Sports complex faces supply crunch
A supply chain crunch has prompted Medford City Council to approve ordering the structural steel needed for its new $60 million aquatics complex before the design is completed.
Pence Construction of Bend has told the city that in order to get Rogue Credit Union Community Complex built by August 2023, the steel needs to be ordered by August.
The council Thursday unanimously approved going out to bid the pre-engineered steel to build the events center with two indoor pools at Wes Howard Memorial Park in west Medford
If the steel isn’t ordered soon, Pence warned it could delay completion of the project by up to six months.
Pence has completed other recent projects by buying steel in advance, including for Oregon State University and the Oregon Treasury Department.
Rich Rosenthal, director of Medford Parks and Recreation, said the council also approved building the natatorium, the building used to house the pools, with concrete blocks instead of steel.
Rosenthal said the design of the sports complex is about 80% complete and well enough along to have confidence in ordering the materials at this early stage.
“The market conditions are shaping the strategy in how we are constructing the building,” he said.
The construction industry has been hard hit by escalating prices and limited supply recently, affecting both materials and labor.
“We don’t have the luxury of sitting down and waiting,” Rosenthal said.
Pence Construction, which is the construction manager and general contractor for the project, can now get the bids for key portions of the massive aquatics complex, Rosenthal said.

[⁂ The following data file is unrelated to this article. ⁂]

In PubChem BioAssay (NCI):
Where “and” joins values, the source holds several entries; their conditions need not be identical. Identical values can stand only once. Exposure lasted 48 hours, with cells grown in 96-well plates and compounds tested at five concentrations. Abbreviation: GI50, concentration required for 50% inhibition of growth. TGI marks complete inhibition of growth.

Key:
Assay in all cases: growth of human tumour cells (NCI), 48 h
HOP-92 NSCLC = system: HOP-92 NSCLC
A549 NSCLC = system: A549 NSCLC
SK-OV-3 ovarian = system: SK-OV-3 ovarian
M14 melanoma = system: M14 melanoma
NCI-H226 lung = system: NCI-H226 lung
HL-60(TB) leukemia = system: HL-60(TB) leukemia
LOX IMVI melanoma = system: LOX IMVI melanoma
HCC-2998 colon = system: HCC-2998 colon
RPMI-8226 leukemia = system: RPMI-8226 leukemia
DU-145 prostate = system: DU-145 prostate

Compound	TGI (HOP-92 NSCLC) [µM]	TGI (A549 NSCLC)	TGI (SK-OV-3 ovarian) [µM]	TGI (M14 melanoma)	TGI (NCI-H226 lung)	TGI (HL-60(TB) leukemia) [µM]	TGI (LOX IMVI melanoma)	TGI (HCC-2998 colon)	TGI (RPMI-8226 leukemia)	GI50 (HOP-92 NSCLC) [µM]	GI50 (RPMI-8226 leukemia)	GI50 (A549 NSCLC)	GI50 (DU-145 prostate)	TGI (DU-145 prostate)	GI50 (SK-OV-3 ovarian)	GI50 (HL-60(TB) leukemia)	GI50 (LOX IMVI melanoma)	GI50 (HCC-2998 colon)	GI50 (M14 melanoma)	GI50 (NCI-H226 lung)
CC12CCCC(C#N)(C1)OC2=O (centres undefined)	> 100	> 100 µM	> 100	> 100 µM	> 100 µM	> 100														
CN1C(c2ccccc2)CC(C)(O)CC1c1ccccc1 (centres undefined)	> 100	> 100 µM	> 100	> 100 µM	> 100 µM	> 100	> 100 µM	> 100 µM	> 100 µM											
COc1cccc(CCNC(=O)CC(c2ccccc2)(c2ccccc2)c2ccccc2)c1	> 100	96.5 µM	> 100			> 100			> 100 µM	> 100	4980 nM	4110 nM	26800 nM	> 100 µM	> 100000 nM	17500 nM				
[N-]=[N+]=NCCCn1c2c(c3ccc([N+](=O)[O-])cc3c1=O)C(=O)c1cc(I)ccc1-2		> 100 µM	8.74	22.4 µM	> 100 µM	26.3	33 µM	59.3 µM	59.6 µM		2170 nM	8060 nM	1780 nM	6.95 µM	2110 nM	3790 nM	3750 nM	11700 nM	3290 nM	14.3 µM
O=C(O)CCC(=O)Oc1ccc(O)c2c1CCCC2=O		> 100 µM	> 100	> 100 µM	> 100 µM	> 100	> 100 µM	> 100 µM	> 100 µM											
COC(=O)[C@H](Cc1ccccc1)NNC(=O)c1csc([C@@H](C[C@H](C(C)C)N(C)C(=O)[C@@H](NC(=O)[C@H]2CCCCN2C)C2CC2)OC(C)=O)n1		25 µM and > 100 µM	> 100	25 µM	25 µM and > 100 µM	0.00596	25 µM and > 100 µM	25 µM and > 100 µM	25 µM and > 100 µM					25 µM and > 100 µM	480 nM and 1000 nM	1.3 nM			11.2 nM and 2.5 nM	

Cory Loomis, senior project manager with Pence Construction, said his company’s role as a partner with the city in building the sports complex is to find ways to get the project delivered on time despite changes in market conditions.
“We help them navigate these exact scenarios,” he said.
The sports and events center would be inside an 89,559-square-foot building. The pools would be housed in separate buildings.
City officials have estimated it would cost from $56.9 million to $60.7 million to build the project, which could open in 2023.
The proposal calls for a recreational pool that would have a shallow entry for young children as well as an artificial river and a vortex. On one side would be a three-lane, 25-yard lap pool. Nearby would be two tubular slides, one 164 feet long, the other 176 feet long, and an outdoor splash pad similar in size to the one at Hawthorne Park.
To attract regional swim meets, water polo competitions and other events, a 13-lane competition pool would be built inside an adjacent building. Lockers and other facilities would be constructed next to the pools, and a food truck court would be installed next to the building.
The buildings would have roll-up doors that could be opened during fair weather.
City officials want to build new pools to replace the 1960s-era Jackson Pool and the former Hawthorne Park pool, which was closed in 2010 and then demolished. Parks maintenance workers continue to keep Jackson Pool operational despite its age.
The bond to pay for the complex would be paid off through a variety of revenue sources.
An early payoff off a bond for U.S. Cellular Community Park will free up enough to cover 44% of the financing toward the sports complex.
A $2.40 increase to the parks utility fee would bring 31% of the project revenue.
The lodging tax will pay an estimated 21% of the bond.
The remaining 4% would come from expanding car rental fees throughout the city instead of just at the Medford airport.
Reach freelance writer Damian Mann at email@example.com.